The Artist and the Carpenter

 

Unlike the Walrus and the Carpenter, the Artist and the Carpenter were not wandering along a sandy shore (although they’ve been known to do so) looking for oysters (neither of them eat the things) or talking of cabbages and kings (they have better things to talk about).

No, the Artist and the Carpenter were wandering through one of the bigger-than-big box hardware stores the other day – he in search of plumbing parts for a work project and she in search of art supplies, talking of where to go for dinner.

We rarely read stories about famous artists like Van Gogh or David Hockney or Georgia O’Keeffe wandering through Home Depot or their nearest local hardware shop looking for art supplies, and many who enjoy and even purchase original art are not likely to envision such a scene.  Hardware stores are rarely the stuff of poetry or stories about legendary artists.  I except Nancy Willard and her exceptional poem, “A Hardware Store as Proof of the Existence of God.”  (https://www.kenyonreview.org/kr-online-issue/in-memoriam-3/selections/nancy-willard/)

But artists – no matter what the medium – know, like Willard, that a hardware store can hold many treasures and – more to the point – tools and other supplies we need for our work.  It’s more than the paint, baby.  More than the paint.

But speaking of paint, I now get some of mine at the hardware store, too.  The small sample jars, which can be mixed to any of the dozens of colors available are a nice alternative, or addition, to gesso.  I’m a gesso kind of painter, so I usually go ahead and lay down a layer the white stuff before adding paint of any kind. And then I play.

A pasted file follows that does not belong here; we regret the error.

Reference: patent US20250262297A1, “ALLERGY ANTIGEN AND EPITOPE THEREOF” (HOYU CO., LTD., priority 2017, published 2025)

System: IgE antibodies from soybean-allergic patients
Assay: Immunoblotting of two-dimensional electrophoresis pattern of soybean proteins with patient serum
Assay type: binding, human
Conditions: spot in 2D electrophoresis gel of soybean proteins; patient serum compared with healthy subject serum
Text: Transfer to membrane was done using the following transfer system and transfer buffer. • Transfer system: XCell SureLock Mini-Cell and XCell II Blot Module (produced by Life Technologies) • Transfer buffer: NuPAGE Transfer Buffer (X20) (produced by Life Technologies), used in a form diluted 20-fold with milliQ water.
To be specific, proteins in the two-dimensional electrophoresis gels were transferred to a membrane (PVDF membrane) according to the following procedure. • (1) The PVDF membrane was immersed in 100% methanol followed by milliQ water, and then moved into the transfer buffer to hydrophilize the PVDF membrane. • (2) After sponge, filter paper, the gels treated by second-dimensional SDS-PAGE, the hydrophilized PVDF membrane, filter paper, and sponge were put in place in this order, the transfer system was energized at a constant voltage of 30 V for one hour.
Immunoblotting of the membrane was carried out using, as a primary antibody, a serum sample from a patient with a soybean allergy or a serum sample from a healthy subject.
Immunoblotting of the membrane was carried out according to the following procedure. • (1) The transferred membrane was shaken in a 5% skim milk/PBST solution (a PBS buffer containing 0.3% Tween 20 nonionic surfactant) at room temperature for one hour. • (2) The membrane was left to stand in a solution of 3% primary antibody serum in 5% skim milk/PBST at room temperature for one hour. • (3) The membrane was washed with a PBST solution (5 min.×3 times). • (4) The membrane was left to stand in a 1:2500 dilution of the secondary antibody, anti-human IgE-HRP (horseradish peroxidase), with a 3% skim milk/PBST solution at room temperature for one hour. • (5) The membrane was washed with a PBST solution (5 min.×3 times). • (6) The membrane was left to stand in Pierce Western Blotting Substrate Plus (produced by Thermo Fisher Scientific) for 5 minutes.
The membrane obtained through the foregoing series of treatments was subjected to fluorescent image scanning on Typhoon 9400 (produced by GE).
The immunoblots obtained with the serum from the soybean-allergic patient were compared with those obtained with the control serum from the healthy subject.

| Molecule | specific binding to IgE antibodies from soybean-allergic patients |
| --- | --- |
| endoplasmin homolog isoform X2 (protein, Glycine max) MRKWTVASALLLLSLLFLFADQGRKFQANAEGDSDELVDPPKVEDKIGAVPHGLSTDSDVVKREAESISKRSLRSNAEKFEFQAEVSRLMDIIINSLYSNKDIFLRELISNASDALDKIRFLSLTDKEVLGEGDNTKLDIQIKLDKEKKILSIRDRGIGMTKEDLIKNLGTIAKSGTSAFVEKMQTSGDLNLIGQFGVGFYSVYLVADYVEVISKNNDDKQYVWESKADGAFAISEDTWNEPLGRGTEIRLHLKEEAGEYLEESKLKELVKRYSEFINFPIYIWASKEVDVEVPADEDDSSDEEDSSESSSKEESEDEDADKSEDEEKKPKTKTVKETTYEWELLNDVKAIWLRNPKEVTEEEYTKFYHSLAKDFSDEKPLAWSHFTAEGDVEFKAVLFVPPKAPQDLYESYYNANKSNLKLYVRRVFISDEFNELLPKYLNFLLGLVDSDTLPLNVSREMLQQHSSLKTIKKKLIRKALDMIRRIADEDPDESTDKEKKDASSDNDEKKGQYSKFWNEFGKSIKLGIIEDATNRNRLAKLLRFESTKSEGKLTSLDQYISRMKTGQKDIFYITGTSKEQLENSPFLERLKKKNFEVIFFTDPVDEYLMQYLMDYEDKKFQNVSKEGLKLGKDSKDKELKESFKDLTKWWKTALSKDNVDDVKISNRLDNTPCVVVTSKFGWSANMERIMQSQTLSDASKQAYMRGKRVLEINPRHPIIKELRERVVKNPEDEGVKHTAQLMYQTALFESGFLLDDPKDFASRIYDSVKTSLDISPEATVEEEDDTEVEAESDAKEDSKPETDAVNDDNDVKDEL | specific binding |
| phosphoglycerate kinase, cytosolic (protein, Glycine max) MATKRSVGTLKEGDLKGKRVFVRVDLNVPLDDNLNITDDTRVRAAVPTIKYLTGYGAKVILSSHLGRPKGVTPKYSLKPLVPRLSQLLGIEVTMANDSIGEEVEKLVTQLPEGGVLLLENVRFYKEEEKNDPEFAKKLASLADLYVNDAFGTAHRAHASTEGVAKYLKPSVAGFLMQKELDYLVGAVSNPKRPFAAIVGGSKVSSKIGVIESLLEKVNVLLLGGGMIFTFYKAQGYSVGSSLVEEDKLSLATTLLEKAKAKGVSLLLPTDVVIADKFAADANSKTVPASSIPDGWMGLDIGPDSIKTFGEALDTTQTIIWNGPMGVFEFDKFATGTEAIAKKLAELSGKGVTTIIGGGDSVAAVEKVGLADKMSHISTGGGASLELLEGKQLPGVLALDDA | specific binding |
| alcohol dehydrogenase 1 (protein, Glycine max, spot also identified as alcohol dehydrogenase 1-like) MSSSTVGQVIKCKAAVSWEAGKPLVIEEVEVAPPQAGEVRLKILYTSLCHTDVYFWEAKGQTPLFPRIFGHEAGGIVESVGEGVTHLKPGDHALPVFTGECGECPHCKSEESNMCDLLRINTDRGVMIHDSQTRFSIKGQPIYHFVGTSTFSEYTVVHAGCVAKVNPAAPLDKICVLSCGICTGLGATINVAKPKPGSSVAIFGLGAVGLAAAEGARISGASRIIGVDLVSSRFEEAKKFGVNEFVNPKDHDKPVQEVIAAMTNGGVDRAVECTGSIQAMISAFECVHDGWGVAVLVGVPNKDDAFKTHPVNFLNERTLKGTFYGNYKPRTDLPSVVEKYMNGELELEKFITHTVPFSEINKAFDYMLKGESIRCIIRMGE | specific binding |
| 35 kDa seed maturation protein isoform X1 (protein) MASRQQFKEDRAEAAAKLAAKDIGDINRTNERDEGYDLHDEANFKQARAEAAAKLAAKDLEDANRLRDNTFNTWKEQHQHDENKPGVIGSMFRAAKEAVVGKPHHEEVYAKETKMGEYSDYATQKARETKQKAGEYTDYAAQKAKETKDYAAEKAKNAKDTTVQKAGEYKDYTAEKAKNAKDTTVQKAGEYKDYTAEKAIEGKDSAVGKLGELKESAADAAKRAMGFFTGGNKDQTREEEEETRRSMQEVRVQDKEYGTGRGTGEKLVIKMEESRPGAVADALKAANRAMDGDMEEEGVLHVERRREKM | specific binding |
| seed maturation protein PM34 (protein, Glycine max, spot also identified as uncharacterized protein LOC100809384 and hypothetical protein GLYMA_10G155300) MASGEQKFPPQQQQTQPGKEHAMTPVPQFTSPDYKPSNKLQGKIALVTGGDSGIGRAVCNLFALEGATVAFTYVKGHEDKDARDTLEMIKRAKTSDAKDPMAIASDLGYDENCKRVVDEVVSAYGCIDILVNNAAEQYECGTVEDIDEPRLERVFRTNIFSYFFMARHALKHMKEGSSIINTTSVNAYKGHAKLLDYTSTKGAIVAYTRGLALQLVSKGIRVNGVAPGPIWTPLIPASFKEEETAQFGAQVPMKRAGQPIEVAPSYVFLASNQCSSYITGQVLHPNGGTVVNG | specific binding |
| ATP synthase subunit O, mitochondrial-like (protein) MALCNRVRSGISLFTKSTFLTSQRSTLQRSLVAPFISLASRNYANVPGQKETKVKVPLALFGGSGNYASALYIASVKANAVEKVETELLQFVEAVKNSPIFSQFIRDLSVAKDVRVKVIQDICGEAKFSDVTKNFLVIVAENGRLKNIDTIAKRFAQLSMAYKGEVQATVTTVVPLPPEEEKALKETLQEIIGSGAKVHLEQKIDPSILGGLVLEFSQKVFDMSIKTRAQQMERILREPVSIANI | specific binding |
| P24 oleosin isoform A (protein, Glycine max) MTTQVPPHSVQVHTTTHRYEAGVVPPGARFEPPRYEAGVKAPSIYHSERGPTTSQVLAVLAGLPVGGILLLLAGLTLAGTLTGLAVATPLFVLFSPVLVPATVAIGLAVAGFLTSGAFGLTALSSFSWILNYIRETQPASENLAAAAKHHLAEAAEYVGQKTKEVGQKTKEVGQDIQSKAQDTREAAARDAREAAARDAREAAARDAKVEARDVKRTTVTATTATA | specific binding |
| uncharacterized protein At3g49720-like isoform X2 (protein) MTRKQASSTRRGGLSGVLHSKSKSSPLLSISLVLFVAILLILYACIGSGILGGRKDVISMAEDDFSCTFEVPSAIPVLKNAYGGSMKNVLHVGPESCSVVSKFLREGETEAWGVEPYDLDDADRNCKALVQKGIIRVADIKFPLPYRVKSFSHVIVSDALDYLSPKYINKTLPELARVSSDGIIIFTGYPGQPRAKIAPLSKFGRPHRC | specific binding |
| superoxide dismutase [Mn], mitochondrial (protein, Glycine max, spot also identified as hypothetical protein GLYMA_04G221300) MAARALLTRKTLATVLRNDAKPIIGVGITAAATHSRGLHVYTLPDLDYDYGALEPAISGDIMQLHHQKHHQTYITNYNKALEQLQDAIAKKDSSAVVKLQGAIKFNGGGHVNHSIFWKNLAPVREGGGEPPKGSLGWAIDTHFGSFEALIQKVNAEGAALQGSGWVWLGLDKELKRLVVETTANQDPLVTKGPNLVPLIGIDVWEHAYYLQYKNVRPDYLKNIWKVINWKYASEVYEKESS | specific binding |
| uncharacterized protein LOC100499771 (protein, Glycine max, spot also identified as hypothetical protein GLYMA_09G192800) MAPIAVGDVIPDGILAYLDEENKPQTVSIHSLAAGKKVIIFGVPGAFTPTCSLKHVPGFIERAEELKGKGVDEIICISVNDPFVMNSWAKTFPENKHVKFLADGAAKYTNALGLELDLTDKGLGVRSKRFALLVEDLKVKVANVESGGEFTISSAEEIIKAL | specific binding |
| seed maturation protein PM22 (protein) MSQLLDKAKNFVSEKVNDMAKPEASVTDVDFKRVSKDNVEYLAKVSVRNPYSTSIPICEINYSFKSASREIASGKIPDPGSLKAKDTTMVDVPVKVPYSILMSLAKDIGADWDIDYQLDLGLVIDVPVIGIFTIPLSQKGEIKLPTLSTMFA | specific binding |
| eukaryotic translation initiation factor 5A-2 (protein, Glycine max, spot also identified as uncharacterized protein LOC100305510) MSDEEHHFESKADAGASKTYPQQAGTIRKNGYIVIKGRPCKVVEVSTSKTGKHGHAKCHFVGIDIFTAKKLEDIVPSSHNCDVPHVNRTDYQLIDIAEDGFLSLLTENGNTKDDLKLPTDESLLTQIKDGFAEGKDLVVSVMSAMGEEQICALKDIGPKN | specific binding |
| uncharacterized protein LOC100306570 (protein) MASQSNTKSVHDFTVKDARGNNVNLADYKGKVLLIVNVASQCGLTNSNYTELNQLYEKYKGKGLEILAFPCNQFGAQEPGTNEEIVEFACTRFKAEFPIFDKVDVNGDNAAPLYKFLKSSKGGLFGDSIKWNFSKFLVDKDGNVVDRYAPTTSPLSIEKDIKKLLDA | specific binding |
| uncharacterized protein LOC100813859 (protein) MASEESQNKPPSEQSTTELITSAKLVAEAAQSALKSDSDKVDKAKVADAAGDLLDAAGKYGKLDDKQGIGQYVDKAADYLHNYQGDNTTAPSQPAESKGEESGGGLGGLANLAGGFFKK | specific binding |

Now there are purists, I know, who think using acrylic (latex) wall paint is a sin worthy of countless Hail Marys, but there are as many artists who think hardware store paint is a gift for us all.  As one terrific and very salable artist told me, “I use anything I can find.”  And there you go.  Creativity has some boundaries, but darned few and easily breached.  We’re talking about creativity, right? And Jackson Pollock, right?

Even in the world of art, there are rule-makers and those who insist on only one way.  LIke the best jazz musicians, artists do well to learn the rules and then decide which ones matter to them and their work. Three things creative people of any stripe love to hear are “You can’t do that!” and “That’s not going to work!” and “Nobody’s ever tried that before!”  Then the fun begins.

Of course, we all like to hear the other words, too:  “Wow!” “Amazing!” “Beautiful!” along with, at least now and then, “How much are you asking for that?”

Before long, the Artist and the Carpenter will be sharing space. Who knows what wonders they’ll find in all the tools and paints and “what is this thing anyway?”  I’ll keep you posted.

Work hard. Do good. And enjoy it all.  It’s your one and only life.

 

 

 

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